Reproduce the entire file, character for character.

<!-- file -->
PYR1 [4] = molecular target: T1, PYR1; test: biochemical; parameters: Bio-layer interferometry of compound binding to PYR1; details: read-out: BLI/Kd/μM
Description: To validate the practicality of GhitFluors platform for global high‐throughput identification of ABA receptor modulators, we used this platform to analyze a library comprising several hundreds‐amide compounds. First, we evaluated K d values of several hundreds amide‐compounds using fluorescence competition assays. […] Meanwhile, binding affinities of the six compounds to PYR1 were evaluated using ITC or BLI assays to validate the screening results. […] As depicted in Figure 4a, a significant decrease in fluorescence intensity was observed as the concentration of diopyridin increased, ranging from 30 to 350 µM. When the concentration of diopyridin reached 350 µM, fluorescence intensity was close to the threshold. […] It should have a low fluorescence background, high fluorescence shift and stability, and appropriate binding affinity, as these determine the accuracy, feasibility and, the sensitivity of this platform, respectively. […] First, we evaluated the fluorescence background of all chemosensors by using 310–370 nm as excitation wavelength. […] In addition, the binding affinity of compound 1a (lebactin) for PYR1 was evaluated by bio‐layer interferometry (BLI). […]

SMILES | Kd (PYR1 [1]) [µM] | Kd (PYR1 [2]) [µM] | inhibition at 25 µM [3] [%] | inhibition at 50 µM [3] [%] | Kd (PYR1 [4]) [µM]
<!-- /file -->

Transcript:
PYR1 [4] = molecular target: T1, PYR1; test: biochemical; parameters: Bio-layer interferometry of compound binding to PYR1; details: read-out: BLI/Kd/μM
Description: To validate the practicality of GhitFluors platform for global high‐throughput identification of ABA receptor modulators, we used this platform to analyze a library comprising several hundreds‐amide compounds. First, we evaluated K d values of several hundreds amide‐compounds using fluorescence competition assays. […] Meanwhile, binding affinities of the six compounds to PYR1 were evaluated using ITC or BLI assays to validate the screening results. […] As depicted in Figure 4a, a significant decrease in fluorescence intensity was observed as the concentration of diopyridin increased, ranging from 30 to 350 µM. When the concentration of diopyridin reached 350 µM, fluorescence intensity was close to the threshold. […] It should have a low fluorescence background, high fluorescence shift and stability, and appropriate binding affinity, as these determine the accuracy, feasibility and, the sensitivity of this platform, respectively. […] First, we evaluated the fluorescence background of all chemosensors by using 310–370 nm as excitation wavelength. […] In addition, the binding affinity of compound 1a (lebactin) for PYR1 was evaluated by bio‐layer interferometry (BLI). […]

SMILES | Kd (PYR1 [1]) [µM] | Kd (PYR1 [2]) [µM] | inhibition at 25 µM [3] [%] | inhibition at 50 µM [3] [%] | Kd (PYR1 [4]) [µM]